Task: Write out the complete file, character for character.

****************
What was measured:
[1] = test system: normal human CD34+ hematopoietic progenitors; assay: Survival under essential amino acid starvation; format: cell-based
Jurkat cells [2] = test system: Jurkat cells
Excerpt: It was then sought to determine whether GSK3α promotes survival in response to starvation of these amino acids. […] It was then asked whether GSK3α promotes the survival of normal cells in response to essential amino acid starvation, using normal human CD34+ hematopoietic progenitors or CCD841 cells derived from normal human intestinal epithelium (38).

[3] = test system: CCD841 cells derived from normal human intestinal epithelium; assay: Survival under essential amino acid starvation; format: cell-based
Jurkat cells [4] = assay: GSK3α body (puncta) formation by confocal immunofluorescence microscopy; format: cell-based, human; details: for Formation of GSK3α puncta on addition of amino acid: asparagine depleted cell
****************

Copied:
What was measured:
[1] = test system: normal human CD34+ hematopoietic progenitors; assay: Survival under essential amino acid starvation; format: cell-based
Jurkat cells [2] = test system: Jurkat cells
Excerpt: It was then sought to determine whether GSK3α promotes survival in response to starvation of these amino acids. […] It was then asked whether GSK3α promotes the survival of normal cells in response to essential amino acid starvation, using normal human CD34+ hematopoietic progenitors or CCD841 cells derived from normal human intestinal epithelium (38).

[3] = test system: CCD841 cells derived from normal human intestinal epithelium; assay: Survival under essential amino acid starvation; format: cell-based
Jurkat cells [4] = assay: GSK3α body (puncta) formation by confocal immunofluorescence microscopy; format: cell-based, human; details: for Formation of GSK3α puncta on addition of amino acid: asparagine depleted cell